If you suffer from seasonal allergies or asthma, being outdoors can become unpleasant or may interfere with your ability to work out either recreationally or competitively.

Environmental substances such as pollen, dust, mold spores and air pollution can trigger symptoms such as sneezing, itchy eyes, post-nasal drip, and runny nose and, in extreme cases, hives, trouble breathing, cough and dizziness. Also, extremely dry air or cold temperatures can cause trouble breathing.

“People who often experience these symptoms may have exercise-induced bronchorestriction or EIB,” said Ed Neuzil, ARNP, PhD and owner of the Allergy Sinus and Asthma Family Health Center in Central Florida. “This happens when the tubes that bring air into and out of your lungs narrow with exercise, causing symptoms of asthma.”

Some people with EIB do not otherwise have asthma, and people with allergies may also have trouble breathing with exercise.

“It is the exposure to triggers that cause the discomfort,” says Neuzil. “So you should know what triggers your symptoms and then try to avoid them in order to not disrupt your exercise routine.”

Neuzil suggests the following:

  • Consult with an allergist prior to starting your exercise program to help determine what you may be causing your symptoms.
  • Take all allergy and asthma medications as prescribed.
  • Breathe through the nose as much as possible when exercising. The nasal passages have natural filters that will help block irritants from getting into your lungs.
  • Exercise indoors when pollen counts are high and conditions very dry or cold.
  • Always have an inhaler or other prescribed rescue medication with you in case you need it.
  • Know your early signs of symptoms so you can stop exercising before they progress to more serious ones.

Rinse for Runny Nose Relief

sniffles, sneezing, chronic sinus problems,  runny nose, nasal irrigationFor people who suffer with chronic sinus problems, this time of year is especially precarious.

The potential for a runny nose increases due to cold weather, exposure to colds and viruses as well as the spring pollen season beginning to flare up.

“Sinus problems are caused by a breakdown in the normal function of the nasal cavity which has a natural protective role in our bodies,” said Ed Neuzil, ARNP, PhD and owner of the Allergy, Sinus and Asthma Family Health Center in Lady Lake, Florida. “The mucous lining of the nasal cavity helps protect against infection from viruses and bacteria. When the mucous is inadequate, sinus symptoms can result.”

Neuzil believes using a cleansing saline spray regularly can provide long-lasting relief and can help in the prevention of nasal symptoms.

“Every day rinsing the nasal passages of the pollutants that trigger discomfort can provide long-term relief for sinus sufferers,” said Neuzil. “Most people bathe everyday for good hygiene and health. Cleaning your sinuses with that same consistency can also lead to a decrease in symptoms and reduced need for decongestants while improving quality of life.”

Some medical providers recommend using a Neti Pot or sinus rinse to effectively rid the nose of pollutants. These methods involve mixing a saline solution and pouring it through your sinus passages to rinse out irritants.

However, many people find the practice messy, inconvenient and unpleasant. This detours them from cleaning their nose on a consistent basis.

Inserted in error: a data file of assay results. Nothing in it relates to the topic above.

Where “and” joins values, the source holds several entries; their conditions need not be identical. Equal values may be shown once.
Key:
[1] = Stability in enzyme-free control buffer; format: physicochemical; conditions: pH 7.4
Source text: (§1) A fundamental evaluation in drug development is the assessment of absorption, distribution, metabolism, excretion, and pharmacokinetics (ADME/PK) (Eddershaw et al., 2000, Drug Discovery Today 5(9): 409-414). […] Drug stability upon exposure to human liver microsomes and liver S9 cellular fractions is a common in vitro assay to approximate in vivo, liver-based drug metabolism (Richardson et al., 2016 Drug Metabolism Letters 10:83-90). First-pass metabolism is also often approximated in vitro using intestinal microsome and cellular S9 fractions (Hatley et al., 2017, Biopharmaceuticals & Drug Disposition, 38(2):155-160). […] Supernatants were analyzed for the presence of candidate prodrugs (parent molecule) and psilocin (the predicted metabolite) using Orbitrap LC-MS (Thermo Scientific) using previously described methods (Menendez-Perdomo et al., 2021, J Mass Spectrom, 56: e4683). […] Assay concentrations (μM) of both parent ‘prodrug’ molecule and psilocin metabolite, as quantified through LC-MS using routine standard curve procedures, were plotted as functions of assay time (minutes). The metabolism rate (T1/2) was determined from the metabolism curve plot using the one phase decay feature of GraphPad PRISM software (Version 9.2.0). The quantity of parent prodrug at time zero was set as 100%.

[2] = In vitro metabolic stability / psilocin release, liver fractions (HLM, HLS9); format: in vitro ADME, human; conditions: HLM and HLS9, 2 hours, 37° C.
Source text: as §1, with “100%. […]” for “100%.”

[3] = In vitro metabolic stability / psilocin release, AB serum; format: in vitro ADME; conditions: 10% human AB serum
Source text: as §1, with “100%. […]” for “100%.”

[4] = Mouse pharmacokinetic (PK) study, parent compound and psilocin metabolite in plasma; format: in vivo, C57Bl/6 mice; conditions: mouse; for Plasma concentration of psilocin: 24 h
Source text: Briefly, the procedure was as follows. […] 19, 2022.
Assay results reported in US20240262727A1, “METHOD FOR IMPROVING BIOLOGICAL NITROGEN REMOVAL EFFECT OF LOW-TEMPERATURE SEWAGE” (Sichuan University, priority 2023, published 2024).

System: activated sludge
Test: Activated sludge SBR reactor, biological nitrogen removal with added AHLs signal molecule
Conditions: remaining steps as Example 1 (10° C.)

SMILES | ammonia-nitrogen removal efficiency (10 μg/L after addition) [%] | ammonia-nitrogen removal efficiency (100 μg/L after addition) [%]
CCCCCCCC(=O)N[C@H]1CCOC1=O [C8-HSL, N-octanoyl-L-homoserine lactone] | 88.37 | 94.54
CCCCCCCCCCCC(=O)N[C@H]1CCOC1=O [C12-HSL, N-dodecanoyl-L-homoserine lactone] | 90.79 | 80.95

“A non-medicated saline spray versus a rinse can be just as effective and better tolerated,” said Neuzil. “There are even nasal sprays available with natural additives which can complement the therapy by moisturizing nasal passages providing even more relief. The trick is committing to the practice on a daily basis to provide more long-term benefits.”

 

 

 

2013 Resolution? Get Better Sleep.

snoring, sleep apnea, trouble sleeping, sinus passages, saline nasal spray, nasal obstructions, A column in today’s newspaper cited several local community leaders who shared their New Year’s resolution plans. Surprisingly, many said they will try to get a better night’s sleep in addition to the usual “lose weight and exercise more.”

There is no disputing the health benefits of getting enough sleep. What many may not know is how one’s weight and health can influence how you sleep.

According to Ed Neuzil, ARNP, PhD and owner of the Allergy, Sinus and Asthma Family Health Center in Lady Lake, Florida, sinus obstructions can make it difficult to breathe at night whether caused by colds, allergies, and other nasal obstructions.

“When you have to breathe through your mouth while sleeping, it prevents your nose from filtering and moistening the air you breathe which can lead to sleep disturbance,” said Neuzil. In addition to infections or allergies which cause nasal blockage, excess weight can be a factor.

“The extra weight crowds your airway and interrupts the flow of air,” explains Neuzil. “In some extreme cases, it can result in pauses in breathing called ‘apnea’ and can lead to many other health problems.”

If you are sick, have allergies or suffer from other factors which affect breathing, the potential for sleep disturbance intensifies.

Neuzil’s encourages adding the following to your 2013 resolutions to help reach the goal of more restful sleep:

  • Avoid exposure to allergic triggers which means keeping pets out of your bedroom, washing bedding regularly to get rid of dust mites and staying inside when pollen peaks.
  • Use an herbal-enhanced saline nasal spray before bed to help soothe and moisturize your nasal passages. The spray will also open up your sinuses so that you are more likely to breathe through your nose, as intended, instead of your mouth.
  • Make lifestyle changes so that you eat healthier, stay active and lose weight.
  • If sleep disturbances continue, see a practitioner to address any medical issues which could be contributing to your problems.